4. To establish a performance baseline, dial manually into the NAS with the ATDTnnnnnnn command. See the AS5x00 Case Study in the Verifying Modem Performance documentation for an example.

Example HyperTerminal Session

Here is a sample session to connect HyperTerminal to a COM port to a modem. The progression described in this section works on most Windows systems.

  1. From the Start menu, point to Programs > Accessories, and select HyperTerminal.

    Note: If HyperTerminal does not appear in the menu, you need to install it from the Windows CD-ROM.

  2. Double-click the Hypertrm.exe file. The Connection Description dialog box is displayed (see Figure 1).

    Figure 1 – The Connection Description Dialog Box


  3. Select an appropriate name and icon.

  4. Click OK.

    The Phone Number dialog box is displayed (see Figure 2). HyperTerminal assumes that you want to make a call, so it prompts for the phone number. From the drop-down list, select the desired COM port.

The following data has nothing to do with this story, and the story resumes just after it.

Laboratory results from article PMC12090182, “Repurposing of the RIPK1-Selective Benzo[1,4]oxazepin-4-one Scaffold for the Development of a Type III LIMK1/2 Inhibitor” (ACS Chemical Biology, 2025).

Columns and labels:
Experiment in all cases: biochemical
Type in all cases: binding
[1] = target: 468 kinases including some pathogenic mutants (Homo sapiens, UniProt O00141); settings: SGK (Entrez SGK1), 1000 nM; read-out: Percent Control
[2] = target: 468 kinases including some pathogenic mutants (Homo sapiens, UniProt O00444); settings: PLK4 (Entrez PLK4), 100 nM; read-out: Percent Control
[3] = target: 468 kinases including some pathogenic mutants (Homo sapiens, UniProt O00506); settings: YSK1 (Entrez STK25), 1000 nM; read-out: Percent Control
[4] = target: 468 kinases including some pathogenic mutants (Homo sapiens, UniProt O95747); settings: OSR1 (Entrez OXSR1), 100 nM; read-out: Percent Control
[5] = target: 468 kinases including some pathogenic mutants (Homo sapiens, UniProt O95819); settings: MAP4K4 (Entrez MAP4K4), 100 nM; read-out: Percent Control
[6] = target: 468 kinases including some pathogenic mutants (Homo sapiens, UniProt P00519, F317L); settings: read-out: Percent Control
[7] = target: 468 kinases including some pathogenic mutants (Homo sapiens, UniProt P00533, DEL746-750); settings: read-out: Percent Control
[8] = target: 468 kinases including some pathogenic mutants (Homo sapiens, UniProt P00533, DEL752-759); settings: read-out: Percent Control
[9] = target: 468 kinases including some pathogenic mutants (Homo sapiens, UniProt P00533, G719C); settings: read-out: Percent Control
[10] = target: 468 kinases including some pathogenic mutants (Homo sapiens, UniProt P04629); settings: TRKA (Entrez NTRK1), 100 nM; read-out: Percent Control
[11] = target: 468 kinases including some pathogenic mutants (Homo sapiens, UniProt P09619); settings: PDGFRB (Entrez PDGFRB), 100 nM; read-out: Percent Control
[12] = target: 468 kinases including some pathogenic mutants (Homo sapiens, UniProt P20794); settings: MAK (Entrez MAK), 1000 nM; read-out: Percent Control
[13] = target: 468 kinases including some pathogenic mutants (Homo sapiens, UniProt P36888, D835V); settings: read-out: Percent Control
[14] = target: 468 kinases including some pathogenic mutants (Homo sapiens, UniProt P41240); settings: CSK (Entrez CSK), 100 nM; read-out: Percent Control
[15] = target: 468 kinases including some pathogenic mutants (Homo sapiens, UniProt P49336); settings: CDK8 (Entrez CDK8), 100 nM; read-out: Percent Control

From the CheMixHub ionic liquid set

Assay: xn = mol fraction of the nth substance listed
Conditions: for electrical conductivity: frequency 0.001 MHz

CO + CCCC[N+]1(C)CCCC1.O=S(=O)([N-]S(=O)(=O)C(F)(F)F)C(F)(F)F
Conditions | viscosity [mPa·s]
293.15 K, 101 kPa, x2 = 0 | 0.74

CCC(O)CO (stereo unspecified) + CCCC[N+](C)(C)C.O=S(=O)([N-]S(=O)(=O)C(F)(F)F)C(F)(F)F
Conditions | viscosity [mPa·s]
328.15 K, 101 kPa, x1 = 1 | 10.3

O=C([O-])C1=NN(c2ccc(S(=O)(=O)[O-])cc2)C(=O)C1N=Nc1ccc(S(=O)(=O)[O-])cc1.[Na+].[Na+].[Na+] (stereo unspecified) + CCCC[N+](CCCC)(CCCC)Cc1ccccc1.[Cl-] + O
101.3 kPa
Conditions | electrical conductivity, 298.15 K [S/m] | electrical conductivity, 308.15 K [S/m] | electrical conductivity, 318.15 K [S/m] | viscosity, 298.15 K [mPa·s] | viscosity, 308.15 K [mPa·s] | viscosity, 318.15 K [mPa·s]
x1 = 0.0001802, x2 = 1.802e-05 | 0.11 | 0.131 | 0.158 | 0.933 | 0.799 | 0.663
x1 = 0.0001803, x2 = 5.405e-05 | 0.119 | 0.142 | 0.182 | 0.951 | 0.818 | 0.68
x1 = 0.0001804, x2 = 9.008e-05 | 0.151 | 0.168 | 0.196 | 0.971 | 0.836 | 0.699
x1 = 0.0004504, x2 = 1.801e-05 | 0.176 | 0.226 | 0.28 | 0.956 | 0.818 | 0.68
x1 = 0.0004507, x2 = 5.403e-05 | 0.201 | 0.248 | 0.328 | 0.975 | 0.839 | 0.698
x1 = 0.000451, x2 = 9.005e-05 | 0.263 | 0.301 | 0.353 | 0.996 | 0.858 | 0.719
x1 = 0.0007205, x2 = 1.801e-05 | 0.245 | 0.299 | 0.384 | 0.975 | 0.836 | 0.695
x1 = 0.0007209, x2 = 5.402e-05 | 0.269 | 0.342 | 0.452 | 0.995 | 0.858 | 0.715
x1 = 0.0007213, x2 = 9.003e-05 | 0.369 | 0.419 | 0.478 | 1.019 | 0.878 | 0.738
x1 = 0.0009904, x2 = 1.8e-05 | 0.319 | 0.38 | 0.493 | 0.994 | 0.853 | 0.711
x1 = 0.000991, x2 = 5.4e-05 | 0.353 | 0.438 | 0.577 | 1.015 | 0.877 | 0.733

Figure 2 – The Phone Number Dialog Box


    When you make a selection, the relevant Port Properties dialog box is displayed.

  5. Set the COM port to 115200 bits per second, because that is the fastest speed modems can communicate over the data terminal equipment (DTE) link (see Figure 3).

    Figure 3 – Set the COM Port to 115200 Bits Per Second


    Note: This speed is not the connection speed the modems use to talk to each other. This is the speed that goes across the async modem cable between the PC and its modem.

  6. Click OK.

    A terminal window is displayed.

Here is an example session that uses the ATI commands numbered 3 through 11. This example includes what was entered and the responses from a modem in one of Cisco's labs:


U.S. Robotics 56K FAX V4.6.6

US Robotics 56K FAX Settings...

B0 E1 F1 M1 Q0 V1 X1 Y0

&A1 &B1 &C1 &D2 &G0 &H0 &I0 &K1
&M4 &N0 &P0 &R1 &S0 &T5 &U0 &Y1
S00=001 S01=000 S02=043 S03=013 S04=010 S05=008 S06=002